February half term is always super busy, but in a personal way rather than a ‘oh-my-god-I-have-so-much-to-do-because-it’s-Christmas/D’s birthday.’ I plan to see friends, people come visit and I like to get the garden started. This year I have a HUGE garden and so the work is equally huge.

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He ain’t seen NOTHING yet.

I’ve got loads of seeds and I started a few off with D on Saturday, so on our windowsill we have runner beans, three types of tomatoes, two types of chilli, a type of sweet pepper and two types of potatoes. Benn is slightly bemused at how he appears to suddenly be living in a crap greenhouse. I say he’ll be grateful once he has lots of fresh fruit and veg.

In terms of crafting, I’m planning lots of things- mainly by looking on the ASOS website, working out what I would like to wear and whether I could make it. Of course, now Sewing Bee is back on, my annual, ‘let’s try and learn to sew’ enthusiasm is back. I’m planning on finally making the pyjama bottoms from Tilly and the Buttons– I have some amazing fabric and I need to get cracking and stop making excuses.

Add to this, I’m seeing friends, my sister and her boyfriend (also called Ben) are visiting and it’s nearly spring- all in all, a good week.

#PaperHaul box #2 has arrived- and this month it’s all about orange

Ah, the second #PaperHaul box has arrived and I really like it! Whereas last month’s travel theme wasn’t really ‘me’, this month’s is more my sort of thing. So, what’s in this month’s box?

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These tags are cute and I like that they’re included- they are the sort of thing I won’t use straight away, but will be perfect for presents. I never have enough gift tags to hand normally and these are quirky while still being grown up. (Similarly, last month’s tags are being used for presents for some car-mad little boys.)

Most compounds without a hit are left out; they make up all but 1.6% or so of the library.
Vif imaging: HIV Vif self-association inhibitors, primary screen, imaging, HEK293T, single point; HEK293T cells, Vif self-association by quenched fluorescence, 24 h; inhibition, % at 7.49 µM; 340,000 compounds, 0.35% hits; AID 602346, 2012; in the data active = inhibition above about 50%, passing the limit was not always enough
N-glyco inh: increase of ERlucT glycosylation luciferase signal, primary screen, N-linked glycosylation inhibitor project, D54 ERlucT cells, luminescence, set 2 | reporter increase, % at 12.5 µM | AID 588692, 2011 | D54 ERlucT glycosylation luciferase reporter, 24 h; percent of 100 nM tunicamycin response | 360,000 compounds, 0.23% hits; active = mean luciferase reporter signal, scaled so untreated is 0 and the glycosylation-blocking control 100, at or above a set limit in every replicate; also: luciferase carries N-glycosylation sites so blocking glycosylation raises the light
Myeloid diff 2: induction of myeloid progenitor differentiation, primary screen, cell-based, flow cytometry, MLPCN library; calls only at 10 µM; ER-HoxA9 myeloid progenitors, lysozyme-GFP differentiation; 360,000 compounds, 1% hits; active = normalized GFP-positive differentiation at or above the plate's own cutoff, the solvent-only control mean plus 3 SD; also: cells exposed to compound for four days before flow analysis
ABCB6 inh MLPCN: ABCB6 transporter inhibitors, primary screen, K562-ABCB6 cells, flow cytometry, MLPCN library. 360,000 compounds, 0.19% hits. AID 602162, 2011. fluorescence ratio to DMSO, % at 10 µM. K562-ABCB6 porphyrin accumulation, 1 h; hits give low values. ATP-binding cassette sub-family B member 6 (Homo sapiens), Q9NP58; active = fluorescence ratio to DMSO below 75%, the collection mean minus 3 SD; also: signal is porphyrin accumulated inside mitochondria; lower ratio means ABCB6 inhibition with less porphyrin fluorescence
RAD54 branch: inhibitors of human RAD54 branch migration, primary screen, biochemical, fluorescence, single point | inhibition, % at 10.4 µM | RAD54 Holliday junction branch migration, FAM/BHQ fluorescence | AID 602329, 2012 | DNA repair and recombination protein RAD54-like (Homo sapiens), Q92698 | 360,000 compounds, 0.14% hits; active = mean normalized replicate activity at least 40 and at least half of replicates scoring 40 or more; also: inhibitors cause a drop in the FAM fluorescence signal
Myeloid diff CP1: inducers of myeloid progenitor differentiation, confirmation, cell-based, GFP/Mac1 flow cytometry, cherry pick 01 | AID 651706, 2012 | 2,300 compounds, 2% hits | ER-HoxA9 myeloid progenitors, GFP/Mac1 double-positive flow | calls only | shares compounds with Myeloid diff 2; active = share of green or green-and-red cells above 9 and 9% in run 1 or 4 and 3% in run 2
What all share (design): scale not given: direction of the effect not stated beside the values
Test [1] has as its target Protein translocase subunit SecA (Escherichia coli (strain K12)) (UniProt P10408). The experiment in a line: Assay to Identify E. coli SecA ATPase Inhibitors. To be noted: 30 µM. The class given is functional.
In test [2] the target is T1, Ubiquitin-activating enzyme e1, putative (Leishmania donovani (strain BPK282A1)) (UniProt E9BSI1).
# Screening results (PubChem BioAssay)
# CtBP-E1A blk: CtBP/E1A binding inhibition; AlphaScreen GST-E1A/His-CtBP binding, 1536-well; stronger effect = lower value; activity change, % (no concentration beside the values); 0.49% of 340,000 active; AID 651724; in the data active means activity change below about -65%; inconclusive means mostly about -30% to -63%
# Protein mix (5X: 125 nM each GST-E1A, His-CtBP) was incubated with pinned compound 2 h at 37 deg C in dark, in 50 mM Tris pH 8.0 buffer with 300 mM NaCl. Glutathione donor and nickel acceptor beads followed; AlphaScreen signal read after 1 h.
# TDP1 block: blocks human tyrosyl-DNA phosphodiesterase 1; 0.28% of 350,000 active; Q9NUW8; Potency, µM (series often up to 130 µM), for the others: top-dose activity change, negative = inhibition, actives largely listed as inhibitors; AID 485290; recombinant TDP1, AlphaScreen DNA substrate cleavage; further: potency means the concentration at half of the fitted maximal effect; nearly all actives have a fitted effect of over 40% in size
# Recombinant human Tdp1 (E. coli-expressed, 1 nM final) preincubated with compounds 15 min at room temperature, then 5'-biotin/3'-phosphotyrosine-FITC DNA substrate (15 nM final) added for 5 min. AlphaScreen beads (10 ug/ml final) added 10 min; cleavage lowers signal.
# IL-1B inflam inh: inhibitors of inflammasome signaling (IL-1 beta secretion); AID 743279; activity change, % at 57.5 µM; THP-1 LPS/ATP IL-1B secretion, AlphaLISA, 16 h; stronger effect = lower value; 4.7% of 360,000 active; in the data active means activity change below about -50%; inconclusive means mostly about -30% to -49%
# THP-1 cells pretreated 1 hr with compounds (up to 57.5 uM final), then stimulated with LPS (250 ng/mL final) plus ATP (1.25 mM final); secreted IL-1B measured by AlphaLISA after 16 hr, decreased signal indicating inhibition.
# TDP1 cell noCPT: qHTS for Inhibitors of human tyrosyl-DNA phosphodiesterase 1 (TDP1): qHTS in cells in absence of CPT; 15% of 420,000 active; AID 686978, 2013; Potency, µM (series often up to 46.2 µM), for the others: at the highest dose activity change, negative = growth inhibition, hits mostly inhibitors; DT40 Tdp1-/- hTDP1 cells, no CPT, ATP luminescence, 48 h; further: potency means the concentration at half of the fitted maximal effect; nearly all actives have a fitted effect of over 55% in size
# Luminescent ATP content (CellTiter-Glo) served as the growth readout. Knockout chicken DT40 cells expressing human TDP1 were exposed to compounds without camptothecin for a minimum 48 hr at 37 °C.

The same applies to the cards- these are the sort of thing I like to have around, ready to use at a moment’s notice. This month’s cards are a cool 70’s dude and a pretty princess. I already have someone in mind for both!

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As well as these cards, there’s some notecards and postcards, as last month. These will be great for surprising friends via snail-mail!

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The washi tape this month is fun too- I love polka dots and I didn’t get to use my car washi from last month, as a certain small boy coveted it for himself! So this one is MINE:

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There’s also the double sided papers this month, which are very ‘Scarborough-hotel-in-the-70s’. (This is a good thing.)I’m not sure what I would use these for, but I’m sure Pinterest will come to my aid when I have time to look. Who knows, maybe I’ll take up origami or something? (Answer: probably not.)

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The best bit for me are the stickers- I love foxes (see the scarf used as a background!) and I love stickers for decorating pretty much anything, so these are going to be used quite swiftly, I think:

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Finally, these cool stickers were included- again, I reckon they’ll be used swiftly.

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So, that’s this month’s #PaperHaul box! You can sign up here for £10 a month plus p+p (there is also an international subscription option available.)

Disclosure: I get my box at a discounted rate in return for a review.